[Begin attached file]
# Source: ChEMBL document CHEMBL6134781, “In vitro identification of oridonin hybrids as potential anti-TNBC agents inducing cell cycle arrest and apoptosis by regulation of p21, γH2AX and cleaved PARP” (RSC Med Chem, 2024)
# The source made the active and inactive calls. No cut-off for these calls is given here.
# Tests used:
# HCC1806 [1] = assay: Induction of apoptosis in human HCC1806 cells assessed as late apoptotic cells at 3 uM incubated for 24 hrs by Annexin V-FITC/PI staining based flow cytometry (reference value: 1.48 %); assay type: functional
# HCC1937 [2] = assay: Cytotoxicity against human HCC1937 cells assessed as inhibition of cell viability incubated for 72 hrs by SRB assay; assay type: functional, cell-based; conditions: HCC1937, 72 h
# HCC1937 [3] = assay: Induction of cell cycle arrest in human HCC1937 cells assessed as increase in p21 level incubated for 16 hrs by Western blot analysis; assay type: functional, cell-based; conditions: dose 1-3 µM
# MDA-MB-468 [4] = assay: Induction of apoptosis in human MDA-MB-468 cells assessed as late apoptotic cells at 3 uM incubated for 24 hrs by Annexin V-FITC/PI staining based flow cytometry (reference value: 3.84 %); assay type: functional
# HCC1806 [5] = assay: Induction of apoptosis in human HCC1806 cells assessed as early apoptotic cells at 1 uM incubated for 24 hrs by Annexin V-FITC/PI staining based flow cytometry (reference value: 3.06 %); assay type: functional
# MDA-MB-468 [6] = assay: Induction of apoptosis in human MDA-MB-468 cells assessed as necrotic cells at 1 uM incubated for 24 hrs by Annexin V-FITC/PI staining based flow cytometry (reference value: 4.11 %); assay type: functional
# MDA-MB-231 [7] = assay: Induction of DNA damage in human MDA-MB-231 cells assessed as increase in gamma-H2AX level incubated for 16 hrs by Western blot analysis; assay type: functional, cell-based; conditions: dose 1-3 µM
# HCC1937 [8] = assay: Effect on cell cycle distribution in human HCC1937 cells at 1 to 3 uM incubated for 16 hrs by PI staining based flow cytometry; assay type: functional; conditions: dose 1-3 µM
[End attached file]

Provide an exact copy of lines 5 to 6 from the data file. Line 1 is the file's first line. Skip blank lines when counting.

# HCC1937 [2] = assay: Cytotoxicity against human HCC1937 cells assessed as inhibition of cell viability incubated for 72 hrs by SRB assay; assay type: functional, cell-based; conditions: HCC1937, 72 h
# HCC1937 [3] = assay: Induction of cell cycle arrest in human HCC1937 cells assessed as increase in p21 level incubated for 16 hrs by Western blot analysis; assay type: functional, cell-based; conditions: dose 1-3 µM